Organizing Theory & Artistry

Pressed Flower Cards for Mother’s Day

A Mother's Day card with a personal touch.
A Mother’s Day card with a personal touch.

Happy Mother’s Day!

While I am away from my own mother and mother-in-law today, I wanted to share with you our attempt to send a bouquet of hugs to them for all the love and support we receive from them on a constant basis.

Our family is blessed with tons of amazing women and Mother’s Day is our chance to recognize all of the important work that not only our mothers do but also anyone who engages in the difficult, unpaid and under-appreciated work of nurturing and loving people that is so vital to us all.

I went looking for an idea for a Mother’s Day card and found Martha Stewart’s treasure trove of handmade Mother’s Day card ideas. To me, Mother’s Day conjures up a sort of nostalgic, old-fashioned vibe. We are reconnecting with fundamental notions of nurturing and love that have existed throughout time. I thought Martha’s ideas were lovely and I particularly liked her pressed pansy notecards. The only problem was, we don’t have any pansies in our garden.

But looking around, I realized that we had no shortage of blossoms to admire. In Virginia, we are just finishing azalea and dogwood season.

Azaleas in bloom.
Azaleas in bloom.
The dogwood blossom is the state flower of Virginia.
The dogwood blossom is the state flower of Virginia.

So, I thought we would try using flowers from our own garden for an extra personal touch on our cards.

I gathered up some enthusiastic flower-pickers.

2013-05-12-azeleapickers

Cutting the dogwood blossoms.
Cutting the dogwood blossoms.

Martha suggested that you include some leaves along with your flowers when you press them and that was a wonderful tip. Kids in particular just want to focus on the flowers but we made sure we cut a few stems with leaves as well. We also included a few “weeds” like dandelions and buttercups in our flower pressing.

In the past, I have experimented with various methods of pressing and drying leaves. The best method for preserving color was another tip from Martha to use the old-fashioned tried and true method of pressing the flowers in a large book between waxed paper. When I was a kid, my parents had a huge dictionary that we always used for this purpose.

For this project, we lined the phone book with plastic wrap (I was all out of waxed paper) and put our flowers in.

Pressing flowers in the phone book.
Pressing flowers in the phone book.

My son was not so into the flower picking aspect of this project but boy did he have fun pulling out the plastic wrap!

It's a good thing we have plenty of plastic wrap!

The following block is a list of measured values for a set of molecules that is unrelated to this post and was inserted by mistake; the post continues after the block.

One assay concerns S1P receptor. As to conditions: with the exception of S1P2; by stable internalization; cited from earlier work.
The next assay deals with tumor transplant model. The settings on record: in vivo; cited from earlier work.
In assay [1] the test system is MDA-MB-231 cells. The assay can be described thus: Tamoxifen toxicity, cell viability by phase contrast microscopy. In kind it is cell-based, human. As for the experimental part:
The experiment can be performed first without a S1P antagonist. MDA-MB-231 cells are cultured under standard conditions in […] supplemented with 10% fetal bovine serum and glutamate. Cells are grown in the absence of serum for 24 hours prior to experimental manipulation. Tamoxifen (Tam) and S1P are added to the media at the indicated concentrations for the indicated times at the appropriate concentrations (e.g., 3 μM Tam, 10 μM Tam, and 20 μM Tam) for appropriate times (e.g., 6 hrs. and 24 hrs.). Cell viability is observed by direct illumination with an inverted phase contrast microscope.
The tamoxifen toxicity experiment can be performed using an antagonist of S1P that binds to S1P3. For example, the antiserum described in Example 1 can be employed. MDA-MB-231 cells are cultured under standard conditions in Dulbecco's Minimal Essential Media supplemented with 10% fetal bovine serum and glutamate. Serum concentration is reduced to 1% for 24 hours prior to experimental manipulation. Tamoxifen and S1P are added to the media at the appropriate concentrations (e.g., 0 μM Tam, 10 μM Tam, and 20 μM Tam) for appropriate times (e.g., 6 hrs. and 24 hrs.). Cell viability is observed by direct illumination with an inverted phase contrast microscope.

It’s a good thing we have plenty of plastic wrap!

Then, we gathered up all the “heavy” books in the house. My daughters knew instantly which books to choose. Many of these aren’t books we read regularly and I was surprised to see how readily they knew which books in the house were the heaviest. We piled them up high.

The pressing tower.
The pressing tower.

After about a week’s worth of pressing, my children were excited to see what had happened to our flowers.

Unpiling the book stack.
Unpiling the book stack.

As expected, the colors were beautifully preserved with this method.

The pressed flowers after about 1 week.
The pressed flowers after about 1 week.

We used a variety of craft supplies from around the house to turn them into cards. Some designs were simple and others more complex. I love how all of them turned out!

A simple dogwood blossom.
A simple dogwood blossom.
Getting a little fancier with an azalea bouquet, some glitter and decorative stitching from the sewing machine.
Getting a little fancier with an azalea bouquet, some glitter and decorative stitching from the sewing machine.
A mixed flower bouquet.
A mixed flower bouquet.

We mailed them out just in the nick of time and it seems that the postal service came through for us and got them delivered promptly.

Thinking today of all the people who support and inspire me in my work as a mother– my steadfast and patient husband; the tremendous examples from grandmothers, mothers, aunts, sisters, sisters-in-law, cousins and dear friends; the love and support from the men in my life–my dad, father-in-law, uncles, brothers-in-law, cousins and friends; and of course, my precious children, the lights of my lives who provide me with no end of creative challenges, questions to answer and the deepest love. Love and thanks to you all!